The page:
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debugPrint and the power of hiding and customizing your logs in Dart

Photo by Aaron Burden on Unsplash

When developing and debugging software, we usually log some kind of messages to assert its behavior. In Dart, we can do this using the print :

This output doesn’t provide us with much information. Besides the printed message and a flutter label, we don’t have an indication of the app name or a timestamp of when the message was printed.

Furthermore, if you use the command flutter logs you will see the output of the print function in all applications you have installed in the phone/emulator. This means that even if the app is in release mode, it will still be printed in the terminal.

This poses two problems:

Let’s tackle the first problem.

Hiding Print Statements in a Production App

In our apps, we can use the concept of Flavors, which can be used to create different version of our application. This can be useful if our API uses different environments for development and production or if we want to specify a different behavior for our app, as for example hiding the logs in the production app.

To be able to modify the behavior of our print function, we can take a look at the debugPrint method from the foundation library. From the documentation we can read:

The implementation of this function can be replaced by setting the debugPrint variable to a new implementation that matches the DebugPrintCallback signature. For example, flutter_test does this.

The default value is debugPrintThrottled. For a version that acts identically but does not throttle, use debugPrintSynchronously.

So, by overriding the DebugPrintCallback we can change the behaviour of our printed statements. Before changing this implementation, we need to make sure that every printstatement in our project gets replaced by a debugPrint statement

So, assuming we are using different main.dart files: main.dart for production and main_dev.dart for development, we can set a specific callback for each flavor.

Now, when the debugPrint statements in our code are called, they won’t be printed to the console since we gave this function an empty callback.

Creating Custom Print Statements

With this information, we can now look into ways to manipulate the string we use in debugPrint to provide more information when logging. But first, we must look into the documentation of debugPrint again.

The default value is debugPrintThrottled. For a version that acts identically but does not throttle, use debugPrintSynchronously.

As we can see, we have two default callbacks to this function: debugPrintThrottled and debugPrintSynchronously.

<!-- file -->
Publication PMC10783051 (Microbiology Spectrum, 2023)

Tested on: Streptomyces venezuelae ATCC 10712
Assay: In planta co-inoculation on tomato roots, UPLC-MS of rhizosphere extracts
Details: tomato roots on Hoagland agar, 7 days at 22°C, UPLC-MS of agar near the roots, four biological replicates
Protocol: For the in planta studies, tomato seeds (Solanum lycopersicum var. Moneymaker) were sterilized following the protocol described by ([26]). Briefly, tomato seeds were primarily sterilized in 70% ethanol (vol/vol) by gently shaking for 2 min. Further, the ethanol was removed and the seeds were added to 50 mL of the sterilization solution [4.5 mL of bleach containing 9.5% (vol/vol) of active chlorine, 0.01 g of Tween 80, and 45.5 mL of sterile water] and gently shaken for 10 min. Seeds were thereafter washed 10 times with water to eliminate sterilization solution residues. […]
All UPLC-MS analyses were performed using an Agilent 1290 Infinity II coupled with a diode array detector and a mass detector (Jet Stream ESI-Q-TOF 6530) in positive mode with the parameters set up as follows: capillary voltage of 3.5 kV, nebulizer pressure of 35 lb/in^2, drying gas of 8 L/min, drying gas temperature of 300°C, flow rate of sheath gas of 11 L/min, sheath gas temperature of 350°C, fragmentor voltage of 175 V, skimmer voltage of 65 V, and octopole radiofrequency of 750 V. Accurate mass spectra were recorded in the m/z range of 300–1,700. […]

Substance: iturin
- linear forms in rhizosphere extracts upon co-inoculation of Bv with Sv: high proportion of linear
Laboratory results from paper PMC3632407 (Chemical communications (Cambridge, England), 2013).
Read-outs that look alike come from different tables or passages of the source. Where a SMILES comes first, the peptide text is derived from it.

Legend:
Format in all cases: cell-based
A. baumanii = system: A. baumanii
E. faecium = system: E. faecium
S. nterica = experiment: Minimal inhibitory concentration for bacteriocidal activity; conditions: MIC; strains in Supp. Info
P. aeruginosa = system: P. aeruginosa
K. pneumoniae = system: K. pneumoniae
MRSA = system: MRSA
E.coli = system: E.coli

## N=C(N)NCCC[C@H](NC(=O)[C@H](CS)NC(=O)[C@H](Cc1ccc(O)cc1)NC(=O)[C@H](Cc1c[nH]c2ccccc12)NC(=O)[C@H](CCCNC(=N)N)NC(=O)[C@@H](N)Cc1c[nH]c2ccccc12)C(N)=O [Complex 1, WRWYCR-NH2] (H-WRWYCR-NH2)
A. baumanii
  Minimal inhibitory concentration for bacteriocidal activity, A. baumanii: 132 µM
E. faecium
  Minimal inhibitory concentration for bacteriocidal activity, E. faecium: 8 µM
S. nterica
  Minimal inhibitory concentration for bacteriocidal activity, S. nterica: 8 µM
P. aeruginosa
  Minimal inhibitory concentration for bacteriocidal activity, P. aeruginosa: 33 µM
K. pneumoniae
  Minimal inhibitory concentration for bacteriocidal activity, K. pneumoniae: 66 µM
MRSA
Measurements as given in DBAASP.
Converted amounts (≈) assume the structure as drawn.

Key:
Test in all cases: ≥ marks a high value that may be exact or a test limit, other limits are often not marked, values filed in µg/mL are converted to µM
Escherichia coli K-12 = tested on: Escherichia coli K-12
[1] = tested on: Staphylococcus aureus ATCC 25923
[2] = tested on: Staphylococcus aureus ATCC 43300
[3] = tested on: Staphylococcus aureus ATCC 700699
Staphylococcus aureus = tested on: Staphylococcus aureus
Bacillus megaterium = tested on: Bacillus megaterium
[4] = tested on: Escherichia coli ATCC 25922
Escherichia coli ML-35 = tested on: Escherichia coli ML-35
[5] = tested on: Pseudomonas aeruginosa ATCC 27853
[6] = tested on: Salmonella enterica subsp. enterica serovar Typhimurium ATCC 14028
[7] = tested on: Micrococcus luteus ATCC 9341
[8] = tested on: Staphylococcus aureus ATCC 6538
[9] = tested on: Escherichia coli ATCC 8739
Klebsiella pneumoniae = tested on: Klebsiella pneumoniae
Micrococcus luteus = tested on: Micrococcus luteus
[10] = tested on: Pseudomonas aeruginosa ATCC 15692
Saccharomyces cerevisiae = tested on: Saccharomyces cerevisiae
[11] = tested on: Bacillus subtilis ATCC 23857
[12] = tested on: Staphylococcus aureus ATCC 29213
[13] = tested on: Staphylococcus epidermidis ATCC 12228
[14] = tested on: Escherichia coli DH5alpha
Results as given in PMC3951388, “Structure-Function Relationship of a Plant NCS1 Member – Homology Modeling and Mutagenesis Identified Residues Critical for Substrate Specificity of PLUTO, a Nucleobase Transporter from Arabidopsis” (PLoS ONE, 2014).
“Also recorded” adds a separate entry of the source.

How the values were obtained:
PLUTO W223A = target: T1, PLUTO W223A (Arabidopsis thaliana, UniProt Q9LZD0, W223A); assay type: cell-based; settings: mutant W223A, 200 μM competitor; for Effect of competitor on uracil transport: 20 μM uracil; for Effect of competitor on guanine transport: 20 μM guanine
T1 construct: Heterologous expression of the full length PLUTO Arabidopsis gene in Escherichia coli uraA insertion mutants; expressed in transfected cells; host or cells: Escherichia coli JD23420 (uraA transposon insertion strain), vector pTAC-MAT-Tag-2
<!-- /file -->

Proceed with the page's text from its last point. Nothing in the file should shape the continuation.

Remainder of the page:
Let’s review debugPrintThrottled

Implementation of debugPrint that throttles messages. This avoids dropping messages on platforms that rate-limit their logging (for example, Android).

Though this seems reasonable, we are warned in the debugPrint’s documentation that this method can lead to out-of-order messages in the log if used also with print:

By default, this function very crudely attempts to throttle the rate at which messages are sent to avoid data loss on Android. This means that interleaving calls to this function (directly or indirectly via, e.g., debugDumpRenderTree or debugDumpApp) and to the Dart print method can result in out-of-order messages in the logs.

Alternatively, debugPrintSynchronously has a more straightforward implementation:

Alternative implementation of debugPrint that does not throttle. Used by tests.

So basically, if we want to avoid the printing limit of each OS, we can use debugPrintThrottled, otherwise we can change our implementation to debugPrintSynchronously.

To provide more information about the application being debugged, we can use package_info in order to retrieve the package name, version and build_number. With this, we can now customise our debugPrint statements:

Which will print each message with the following prefix:

And we’re done! 🕺 Now we can fully customize our console logs and hide them from prying eyes.

To further customize your logged messages, you can try to format the time that is logged or change from the package name to app name so that the prefix of the messages are reduced. Also, if you want to create different debugPrint methods for errors, information and warnings, you could try to add some colors to your logs using packages such as ansicolor (note: this may not work correctly for iOS devices because of this issue but you could use it for Android emulators and devices!)